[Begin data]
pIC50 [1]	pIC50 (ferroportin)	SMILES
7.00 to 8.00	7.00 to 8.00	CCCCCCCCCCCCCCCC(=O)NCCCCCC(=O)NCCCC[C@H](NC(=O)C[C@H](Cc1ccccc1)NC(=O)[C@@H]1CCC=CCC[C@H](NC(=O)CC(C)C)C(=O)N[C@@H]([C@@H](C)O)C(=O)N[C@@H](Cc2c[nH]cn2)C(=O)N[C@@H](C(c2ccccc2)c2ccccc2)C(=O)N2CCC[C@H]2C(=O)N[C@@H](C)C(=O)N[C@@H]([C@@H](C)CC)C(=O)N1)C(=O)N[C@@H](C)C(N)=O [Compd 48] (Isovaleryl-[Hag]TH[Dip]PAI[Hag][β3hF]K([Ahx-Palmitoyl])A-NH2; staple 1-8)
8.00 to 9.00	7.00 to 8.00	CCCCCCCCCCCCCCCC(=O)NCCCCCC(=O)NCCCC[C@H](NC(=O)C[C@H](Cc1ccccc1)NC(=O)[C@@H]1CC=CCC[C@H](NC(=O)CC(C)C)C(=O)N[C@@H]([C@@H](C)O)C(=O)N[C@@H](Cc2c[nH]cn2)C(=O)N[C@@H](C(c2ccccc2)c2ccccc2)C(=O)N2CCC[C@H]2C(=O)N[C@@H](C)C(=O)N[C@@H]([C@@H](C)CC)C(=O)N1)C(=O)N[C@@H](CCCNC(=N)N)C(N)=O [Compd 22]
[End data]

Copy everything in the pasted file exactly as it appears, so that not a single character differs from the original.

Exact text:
pIC50 [1]	pIC50 (ferroportin)	SMILES
7.00 to 8.00	7.00 to 8.00	CCCCCCCCCCCCCCCC(=O)NCCCCCC(=O)NCCCC[C@H](NC(=O)C[C@H](Cc1ccccc1)NC(=O)[C@@H]1CCC=CCC[C@H](NC(=O)CC(C)C)C(=O)N[C@@H]([C@@H](C)O)C(=O)N[C@@H](Cc2c[nH]cn2)C(=O)N[C@@H](C(c2ccccc2)c2ccccc2)C(=O)N2CCC[C@H]2C(=O)N[C@@H](C)C(=O)N[C@@H]([C@@H](C)CC)C(=O)N1)C(=O)N[C@@H](C)C(N)=O [Compd 48] (Isovaleryl-[Hag]TH[Dip]PAI[Hag][β3hF]K([Ahx-Palmitoyl])A-NH2; staple 1-8)
8.00 to 9.00	7.00 to 8.00	CCCCCCCCCCCCCCCC(=O)NCCCCCC(=O)NCCCC[C@H](NC(=O)C[C@H](Cc1ccccc1)NC(=O)[C@@H]1CC=CCC[C@H](NC(=O)CC(C)C)C(=O)N[C@@H]([C@@H](C)O)C(=O)N[C@@H](Cc2c[nH]cn2)C(=O)N[C@@H](C(c2ccccc2)c2ccccc2)C(=O)N2CCC[C@H]2C(=O)N[C@@H](C)C(=O)N[C@@H]([C@@H](C)CC)C(=O)N1)C(=O)N[C@@H](CCCNC(=N)N)C(N)=O [Compd 22]